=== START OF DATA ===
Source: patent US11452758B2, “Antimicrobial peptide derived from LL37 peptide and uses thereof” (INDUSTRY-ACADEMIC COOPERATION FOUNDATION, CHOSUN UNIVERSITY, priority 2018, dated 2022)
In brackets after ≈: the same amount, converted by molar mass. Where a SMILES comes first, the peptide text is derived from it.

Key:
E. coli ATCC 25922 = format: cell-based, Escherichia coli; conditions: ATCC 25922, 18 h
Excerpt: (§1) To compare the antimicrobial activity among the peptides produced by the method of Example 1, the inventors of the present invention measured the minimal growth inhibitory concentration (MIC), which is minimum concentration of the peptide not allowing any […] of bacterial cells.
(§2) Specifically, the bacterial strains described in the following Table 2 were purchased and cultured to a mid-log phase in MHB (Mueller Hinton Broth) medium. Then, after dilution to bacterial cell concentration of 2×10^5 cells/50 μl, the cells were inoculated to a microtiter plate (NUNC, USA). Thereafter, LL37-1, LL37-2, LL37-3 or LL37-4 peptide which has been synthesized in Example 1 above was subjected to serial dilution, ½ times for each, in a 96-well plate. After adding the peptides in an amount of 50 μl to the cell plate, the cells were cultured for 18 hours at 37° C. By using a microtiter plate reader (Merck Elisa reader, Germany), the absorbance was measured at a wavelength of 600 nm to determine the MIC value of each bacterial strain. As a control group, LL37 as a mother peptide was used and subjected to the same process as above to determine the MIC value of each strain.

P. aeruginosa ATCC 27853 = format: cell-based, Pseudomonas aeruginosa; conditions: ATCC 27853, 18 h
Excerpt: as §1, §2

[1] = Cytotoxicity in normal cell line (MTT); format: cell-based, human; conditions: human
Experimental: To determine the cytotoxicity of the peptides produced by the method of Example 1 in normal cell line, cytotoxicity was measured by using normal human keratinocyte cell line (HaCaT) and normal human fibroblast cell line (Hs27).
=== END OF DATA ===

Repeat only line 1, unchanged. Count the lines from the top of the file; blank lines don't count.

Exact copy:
Source: patent US11452758B2, “Antimicrobial peptide derived from LL37 peptide and uses thereof” (INDUSTRY-ACADEMIC COOPERATION FOUNDATION, CHOSUN UNIVERSITY, priority 2018, dated 2022)